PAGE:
If you switch to using a silver reflector instead, you get a really clean look, almost no shadows at all. If this is the look you're going for, you've got a great option, but it's possible to remove so much shadow that the differentiation between head and neck isn't really prominent. By lowering the reflector a bit, you can get much of the silver reflector effect but regain some of that definition between head and neck that you want.

How to Take a Clean Headshot Using Great Lighting | Vanessa Joy


Reflectors are a great way to fill in the way the skin looks, giving it tonality and filling it in. They help you truly capture the luminosity of a face without makeup on by harnessing the power of your studio lighting, both from above and from below with the use of the reflector. Light and shadows can either accentuate or hide skin texture. In this case, we’re attempting to hide skin texture as much as possible as it will make for a smooth, clean look. If you check out ShutterMag’s YouTube video on this subject, I show you just how different the images become because of the reflector used and you see a shoot just like this from start to finish. Working with your individual client and a few different poses, crops and reflector locations will give you a plethora of options. If you need some posing inspiration, download my Posing Inspiration Guide at, which features so many ideas, whether you're photographing couples, families or individuals to help you pose creatively and to great effect. This way, you'll make sure you end up with a no-makeup headshot that makes them feel confident and beautiful.

LEARN MORE . Click here or check us out at

Vanessa Joy has been a professional wedding photographer in New Jersey since 2002, and an influencer in the photographic community for years. Since starting in 2008, she has taught photographers around the globe at almost every major platform in the industry ( Vanessa has been recognized for her talent and business sense at the renowned industry events CreativeLIVE, Clickin’ Moms, WPPI and ShutterFest. Her peers love her informative, open-book style of teaching. website: instagram: @vanessajoy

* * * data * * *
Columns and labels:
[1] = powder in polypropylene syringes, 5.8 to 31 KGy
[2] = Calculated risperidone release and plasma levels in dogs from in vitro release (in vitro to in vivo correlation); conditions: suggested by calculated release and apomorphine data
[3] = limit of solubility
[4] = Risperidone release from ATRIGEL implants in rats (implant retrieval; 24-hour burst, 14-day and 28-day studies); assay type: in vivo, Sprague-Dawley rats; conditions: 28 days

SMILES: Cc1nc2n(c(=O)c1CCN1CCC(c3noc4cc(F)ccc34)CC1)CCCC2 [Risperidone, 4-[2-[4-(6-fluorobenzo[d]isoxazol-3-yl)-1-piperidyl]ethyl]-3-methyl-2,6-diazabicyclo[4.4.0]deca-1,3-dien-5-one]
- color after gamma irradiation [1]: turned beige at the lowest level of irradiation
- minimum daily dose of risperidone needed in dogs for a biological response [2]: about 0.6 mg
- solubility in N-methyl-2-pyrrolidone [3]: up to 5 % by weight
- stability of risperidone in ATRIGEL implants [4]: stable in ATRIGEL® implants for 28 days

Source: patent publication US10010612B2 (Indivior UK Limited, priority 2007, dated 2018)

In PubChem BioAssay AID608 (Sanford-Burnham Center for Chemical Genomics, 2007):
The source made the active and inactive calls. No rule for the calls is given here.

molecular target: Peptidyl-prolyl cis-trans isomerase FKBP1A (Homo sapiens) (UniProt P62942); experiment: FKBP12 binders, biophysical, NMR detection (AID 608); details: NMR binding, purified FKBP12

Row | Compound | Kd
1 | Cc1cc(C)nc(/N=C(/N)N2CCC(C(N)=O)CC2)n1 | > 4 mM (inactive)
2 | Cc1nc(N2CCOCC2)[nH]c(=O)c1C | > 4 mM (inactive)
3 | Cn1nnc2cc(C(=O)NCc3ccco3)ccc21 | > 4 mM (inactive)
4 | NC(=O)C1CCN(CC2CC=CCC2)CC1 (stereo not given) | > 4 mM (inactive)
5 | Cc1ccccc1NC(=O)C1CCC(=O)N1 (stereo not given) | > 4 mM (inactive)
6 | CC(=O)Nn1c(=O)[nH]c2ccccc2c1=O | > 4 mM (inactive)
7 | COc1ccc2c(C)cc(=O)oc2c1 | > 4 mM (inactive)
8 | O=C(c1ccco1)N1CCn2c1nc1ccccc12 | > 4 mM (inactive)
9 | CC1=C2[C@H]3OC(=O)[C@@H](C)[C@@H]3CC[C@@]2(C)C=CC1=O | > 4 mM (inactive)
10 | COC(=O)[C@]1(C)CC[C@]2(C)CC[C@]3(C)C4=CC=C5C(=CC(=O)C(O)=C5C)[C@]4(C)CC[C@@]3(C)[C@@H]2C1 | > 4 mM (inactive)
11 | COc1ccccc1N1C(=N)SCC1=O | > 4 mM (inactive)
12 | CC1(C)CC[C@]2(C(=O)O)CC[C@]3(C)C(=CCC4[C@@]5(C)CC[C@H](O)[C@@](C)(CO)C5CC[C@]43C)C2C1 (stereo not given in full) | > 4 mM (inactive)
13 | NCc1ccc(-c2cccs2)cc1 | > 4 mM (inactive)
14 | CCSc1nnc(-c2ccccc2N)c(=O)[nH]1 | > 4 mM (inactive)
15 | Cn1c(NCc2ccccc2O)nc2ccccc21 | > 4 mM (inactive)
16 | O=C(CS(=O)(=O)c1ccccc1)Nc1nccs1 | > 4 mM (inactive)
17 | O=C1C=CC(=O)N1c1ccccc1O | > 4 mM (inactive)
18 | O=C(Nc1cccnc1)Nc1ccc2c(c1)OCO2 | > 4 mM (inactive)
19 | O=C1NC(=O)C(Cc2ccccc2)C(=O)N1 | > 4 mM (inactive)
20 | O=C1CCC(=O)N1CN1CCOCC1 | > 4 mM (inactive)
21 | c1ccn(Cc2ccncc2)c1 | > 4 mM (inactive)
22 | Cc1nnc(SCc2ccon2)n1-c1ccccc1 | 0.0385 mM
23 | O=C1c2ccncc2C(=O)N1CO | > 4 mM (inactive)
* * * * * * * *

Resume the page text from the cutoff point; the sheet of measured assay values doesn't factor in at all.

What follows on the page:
This drop features a whimsical pampas design. Its soft light and blend of cool grey tones will make for a dreamy look.

b i t . l y / 3 y JX l yW ENTER NOW!


Shades of Gray - Black & White Photography for Boudoir | Amber Jones

with Amber Jones

Shades of Gray - Black & White Photography for Boudoir | Amber Jones

Do you know when photography was invented? In 1826, 195 years ago to be exact. For nearly 200 years, photography has changed and morphed. It’s so accessible now, we can pull our phone out of our purse or pocket and instantly take a photograph. I am sure that would have blown Joseph Nicéphore Niépce’s mind as the inventor of photography. When you look back and see the early photographs from the 1800s, what do you notice? I see the grain, deep shadows and beautiful highlights. I see the time it took to compose the photograph and see the light and decide when the right moment was to click the shutter. The time it took to take those original photographs was much longer than now; a standard exposure time was 60 to 90 seconds for a tintype, so think about the time you would need a person to stand still! Because photography started as black &white, there is a sense of nostalgia. Look back at the famous photographers who shot primarily in black & white like Ansel Adams and Richard Avedon, and let’s not forget Vivian Maier. There is so much to learn and study from their photography. Their use of light and composition is incredible. Let’s break down the key elements of black & white photography, specifically from the boudoir side of things.


Contrast and all the shades of gray is what makes photographs dynamic. Muddy and muted pictures don’t do it for me. On the following page, you can see a progression of photos. Photo A is the color photo. Photo B is one of my favorite black & white presets, and there is a richness to the shadows and the blacks. Photo C is adding grain, which is an ode to the gorgeous old black & white film that had the grittiness that some of us long for in the digital age. Photo D is what I don’t like; it’s flat and doesn’t evoke any emotion. Now don’t come yelling at me that a mid-tone gray photograph can’t be pleasing because it can be, but it isn’t easy!